By Sally Egan
Men’s basketball (11-2, 0-0 Pac-12) opens conference play at home Thursday night against cross-Bay rival Cal (6-7, 0-0 Pac-12). Stanford will be trying to bounce back from a tough 56-72 loss on Dec. 29 to then-No. 5 Kansas (10-2, 0-0 Big 12) and continue building the positive momentum the Cardinal had for most of December.
In Stanford’s most difficult matchup of the season yet, the Jayhawks came to Maples determined to win in sound fashion after nearly being upset by Villanova in their previous game. Stanford continued its strong defensive play against Kansas, but never found an offensive footing, going eight minutes before even scoring a point in Sunday’s matchup.
While the Cardinal forced 21 turnovers from the Big 12’s best offense and limited star player Udoka Azubuike to two points, Stanford allowed him an astonishing 13 rebounds while only grabbing 25 rebounds as a team. This, combined with 19 turnovers of their own and needing 11 minutes and 48 seconds to score a field goal, was too much for the Cardinal to overcome.
On the bright side, the Cardinal will have many opportunities in conference play to show their ability to hang with tough opponents — seven of the 12 teams in the Pac-12 have double digit victories, with another three at nine victories a piece.
Stanford’s first Pac-12 game, however, will not be one of those marquee conference matchups. The Golden Bears are one of the clear basement dwellers of the Pac-12. At 6-7, Cal is the only team in the conference with a losing record, and while they started the season 4-0, the Bears have lost five of their last six.
Unfortunately for the Bears, this mediocrity could turn into misery fast — if they can lose to the likes of Santa Clara and Boston College, they can certainly lose to No. 4 Oregon, No. 25 Arizona, Washington, Colorado or Stanford. Cal is ranked dead last in the league in points scored, points allowed, rebounds, steals and turnovers forced per game.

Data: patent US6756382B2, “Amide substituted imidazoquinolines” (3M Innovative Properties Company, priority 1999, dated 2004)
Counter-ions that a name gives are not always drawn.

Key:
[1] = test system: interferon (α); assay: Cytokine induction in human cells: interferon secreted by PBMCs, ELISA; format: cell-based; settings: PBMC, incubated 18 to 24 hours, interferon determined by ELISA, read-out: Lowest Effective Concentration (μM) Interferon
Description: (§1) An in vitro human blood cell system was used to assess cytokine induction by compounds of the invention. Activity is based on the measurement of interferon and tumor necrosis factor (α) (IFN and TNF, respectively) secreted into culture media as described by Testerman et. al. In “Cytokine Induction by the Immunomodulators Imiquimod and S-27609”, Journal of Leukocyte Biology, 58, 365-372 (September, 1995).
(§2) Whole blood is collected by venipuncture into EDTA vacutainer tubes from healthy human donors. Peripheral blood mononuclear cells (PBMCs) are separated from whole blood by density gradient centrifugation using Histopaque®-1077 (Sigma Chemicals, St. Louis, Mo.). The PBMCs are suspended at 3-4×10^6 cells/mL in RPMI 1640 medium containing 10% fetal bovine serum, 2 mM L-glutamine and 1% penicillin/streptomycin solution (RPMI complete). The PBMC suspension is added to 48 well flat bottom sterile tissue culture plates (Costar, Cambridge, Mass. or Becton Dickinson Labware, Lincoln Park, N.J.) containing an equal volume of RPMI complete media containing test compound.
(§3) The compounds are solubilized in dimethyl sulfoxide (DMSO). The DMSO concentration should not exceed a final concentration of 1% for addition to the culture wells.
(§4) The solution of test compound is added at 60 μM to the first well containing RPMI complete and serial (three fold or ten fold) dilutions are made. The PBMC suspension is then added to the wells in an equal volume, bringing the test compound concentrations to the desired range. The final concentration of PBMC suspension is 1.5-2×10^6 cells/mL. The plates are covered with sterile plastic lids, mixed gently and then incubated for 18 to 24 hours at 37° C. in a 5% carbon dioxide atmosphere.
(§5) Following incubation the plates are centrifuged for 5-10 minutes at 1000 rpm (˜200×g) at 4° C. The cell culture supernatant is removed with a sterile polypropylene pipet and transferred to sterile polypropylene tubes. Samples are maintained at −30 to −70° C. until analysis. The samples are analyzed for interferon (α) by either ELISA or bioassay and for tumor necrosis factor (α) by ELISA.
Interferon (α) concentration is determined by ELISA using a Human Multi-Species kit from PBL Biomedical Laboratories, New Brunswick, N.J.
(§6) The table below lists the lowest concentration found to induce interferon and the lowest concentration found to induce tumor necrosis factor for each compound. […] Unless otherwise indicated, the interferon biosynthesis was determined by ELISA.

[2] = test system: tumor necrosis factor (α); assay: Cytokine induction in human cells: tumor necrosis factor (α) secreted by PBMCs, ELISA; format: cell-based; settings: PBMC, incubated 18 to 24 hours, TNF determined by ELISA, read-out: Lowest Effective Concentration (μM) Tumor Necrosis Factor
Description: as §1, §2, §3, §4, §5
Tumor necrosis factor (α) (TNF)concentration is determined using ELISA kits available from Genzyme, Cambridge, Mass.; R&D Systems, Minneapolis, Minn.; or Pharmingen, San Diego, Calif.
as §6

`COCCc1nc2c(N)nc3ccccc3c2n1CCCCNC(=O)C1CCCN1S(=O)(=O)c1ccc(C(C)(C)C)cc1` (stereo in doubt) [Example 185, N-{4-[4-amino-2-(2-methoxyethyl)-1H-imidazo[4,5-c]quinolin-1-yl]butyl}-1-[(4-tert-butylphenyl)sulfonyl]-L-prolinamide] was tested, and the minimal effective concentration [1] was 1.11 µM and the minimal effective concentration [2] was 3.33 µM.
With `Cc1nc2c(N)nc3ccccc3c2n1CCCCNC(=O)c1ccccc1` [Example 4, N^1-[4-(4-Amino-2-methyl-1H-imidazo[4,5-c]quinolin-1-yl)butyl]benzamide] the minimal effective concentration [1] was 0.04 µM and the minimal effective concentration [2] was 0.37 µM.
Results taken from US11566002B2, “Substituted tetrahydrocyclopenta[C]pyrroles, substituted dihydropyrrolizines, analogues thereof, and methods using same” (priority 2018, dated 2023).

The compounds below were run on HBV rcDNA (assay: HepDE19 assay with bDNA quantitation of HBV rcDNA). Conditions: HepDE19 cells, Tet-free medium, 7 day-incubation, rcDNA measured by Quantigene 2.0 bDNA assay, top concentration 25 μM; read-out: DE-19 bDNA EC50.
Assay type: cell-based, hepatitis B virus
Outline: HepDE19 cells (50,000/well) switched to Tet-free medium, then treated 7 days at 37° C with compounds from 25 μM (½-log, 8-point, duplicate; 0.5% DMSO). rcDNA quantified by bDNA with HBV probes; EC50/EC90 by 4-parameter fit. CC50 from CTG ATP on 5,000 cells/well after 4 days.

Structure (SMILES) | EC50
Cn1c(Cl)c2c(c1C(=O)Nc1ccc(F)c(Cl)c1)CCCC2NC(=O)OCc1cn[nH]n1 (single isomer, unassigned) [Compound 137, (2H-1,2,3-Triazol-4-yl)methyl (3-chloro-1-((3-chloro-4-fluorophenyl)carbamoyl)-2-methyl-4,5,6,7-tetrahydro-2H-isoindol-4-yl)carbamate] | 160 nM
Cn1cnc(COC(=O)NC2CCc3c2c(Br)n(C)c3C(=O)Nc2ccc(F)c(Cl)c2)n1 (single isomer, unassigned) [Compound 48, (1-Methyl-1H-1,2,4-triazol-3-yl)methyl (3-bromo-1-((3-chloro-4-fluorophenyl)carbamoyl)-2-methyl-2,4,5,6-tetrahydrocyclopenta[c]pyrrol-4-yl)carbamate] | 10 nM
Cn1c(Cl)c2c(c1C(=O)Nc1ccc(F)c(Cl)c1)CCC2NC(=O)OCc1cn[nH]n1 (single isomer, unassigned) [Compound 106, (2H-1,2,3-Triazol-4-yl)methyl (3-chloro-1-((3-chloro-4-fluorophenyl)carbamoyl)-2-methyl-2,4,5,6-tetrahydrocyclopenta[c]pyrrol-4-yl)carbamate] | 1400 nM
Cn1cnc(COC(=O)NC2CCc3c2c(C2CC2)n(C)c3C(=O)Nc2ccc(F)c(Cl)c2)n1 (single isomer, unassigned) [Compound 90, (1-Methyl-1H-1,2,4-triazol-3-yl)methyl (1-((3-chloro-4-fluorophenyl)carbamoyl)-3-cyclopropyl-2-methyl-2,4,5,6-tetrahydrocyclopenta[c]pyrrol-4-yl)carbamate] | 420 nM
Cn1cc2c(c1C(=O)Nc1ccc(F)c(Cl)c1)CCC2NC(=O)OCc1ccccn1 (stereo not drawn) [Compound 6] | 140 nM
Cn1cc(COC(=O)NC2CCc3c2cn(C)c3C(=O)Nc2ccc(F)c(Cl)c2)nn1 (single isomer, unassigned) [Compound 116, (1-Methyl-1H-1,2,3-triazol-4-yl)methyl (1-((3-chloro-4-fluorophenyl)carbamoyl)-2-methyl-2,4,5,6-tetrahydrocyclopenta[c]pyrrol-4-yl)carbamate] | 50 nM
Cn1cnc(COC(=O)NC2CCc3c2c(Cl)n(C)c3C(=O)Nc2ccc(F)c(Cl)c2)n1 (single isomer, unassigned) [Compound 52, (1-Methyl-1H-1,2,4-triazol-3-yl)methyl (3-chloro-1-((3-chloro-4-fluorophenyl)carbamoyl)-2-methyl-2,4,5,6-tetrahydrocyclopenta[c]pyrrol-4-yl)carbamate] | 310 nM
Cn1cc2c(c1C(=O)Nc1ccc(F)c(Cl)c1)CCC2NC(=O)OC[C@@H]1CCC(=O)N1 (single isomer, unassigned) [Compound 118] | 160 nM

It’s hard to say which of these statistics is most telling of the reasons behind Cal’s struggles. Is it the team’s utter lack of ability to score points, averaging a mere 65.8 points per game, an average so ghastly it’s over five points per game lower than the next lowest scoring offense in the Pac-12? Perhaps Cal’s inability to stop opponents from scoring 69.8 points per game is the key to its issues. Clearly, significant work remains on both sides of the ball for the Golden Bears to stop this season from snowballing further.
There is, however, one factor working in Cal’s favor, providing the Bears with a single beacon of hope — history. Stanford has not won a Pac-12 opener since 2016 and Cal has won the last three matchups between the two teams in Maples. Thus, while Stanford’s conference-leading defense has the potential to bully Cal’s weak offense, this game’s outcome is far from decided yet. Both teams will be hungry for a victory following losses, and both teams will want to claim bragging rights over a historic rival.
Stanford has consistently had two key players to watch this season. Junior forward Oscar Da Silva leads the team from experience and statistical standpoints. He ranks first on the team with 17.7 points per game and 18th nationally with a 61.8 field goal percentage, and was the only player to start all 31 games for the Cardinal last season.
It has been the addition of freshman guard Tyrell Terry that has TV announcers most excited, though. Tied for the team lead in steals and second in points per game and rebounds, Terry is one of those players that lifts the play of everyone around him.
Sophomore guard Matt Bradley leads Cal in points this season and scored 14 against Stanford in their last meeting. Senior guard Paris Austin currently leads Cal in turnovers forced and scored 15 in each game against the Cardinal last season.
Thursday’s game has potential to be entertaining, but it also might be wrapped up by half time. Tipoff is at 8 p.m. PT at Maples Pavilion.
Contact Sally Egan at egansj18 ‘at’ stanford.edu.